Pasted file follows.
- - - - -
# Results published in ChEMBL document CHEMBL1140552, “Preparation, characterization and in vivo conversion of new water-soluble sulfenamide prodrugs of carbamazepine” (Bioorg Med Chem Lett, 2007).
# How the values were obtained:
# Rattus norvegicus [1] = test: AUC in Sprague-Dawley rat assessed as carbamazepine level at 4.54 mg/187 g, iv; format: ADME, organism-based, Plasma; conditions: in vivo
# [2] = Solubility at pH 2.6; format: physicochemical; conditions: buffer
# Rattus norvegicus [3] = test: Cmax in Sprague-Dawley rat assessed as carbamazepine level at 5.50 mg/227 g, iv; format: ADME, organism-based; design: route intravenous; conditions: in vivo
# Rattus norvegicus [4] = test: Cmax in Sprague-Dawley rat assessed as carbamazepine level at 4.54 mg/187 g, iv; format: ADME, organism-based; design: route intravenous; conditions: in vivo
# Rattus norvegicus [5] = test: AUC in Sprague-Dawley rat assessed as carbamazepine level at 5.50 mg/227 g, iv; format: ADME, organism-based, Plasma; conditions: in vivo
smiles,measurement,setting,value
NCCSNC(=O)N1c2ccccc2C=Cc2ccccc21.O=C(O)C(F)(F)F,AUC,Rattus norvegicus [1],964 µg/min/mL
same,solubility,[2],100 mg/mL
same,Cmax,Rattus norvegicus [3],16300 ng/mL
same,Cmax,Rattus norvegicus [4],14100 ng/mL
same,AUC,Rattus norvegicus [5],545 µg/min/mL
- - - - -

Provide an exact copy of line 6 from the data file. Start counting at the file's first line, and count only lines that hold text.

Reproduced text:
# Rattus norvegicus [4] = test: Cmax in Sprague-Dawley rat assessed as carbamazepine level at 4.54 mg/187 g, iv; format: ADME, organism-based; design: route intravenous; conditions: in vivo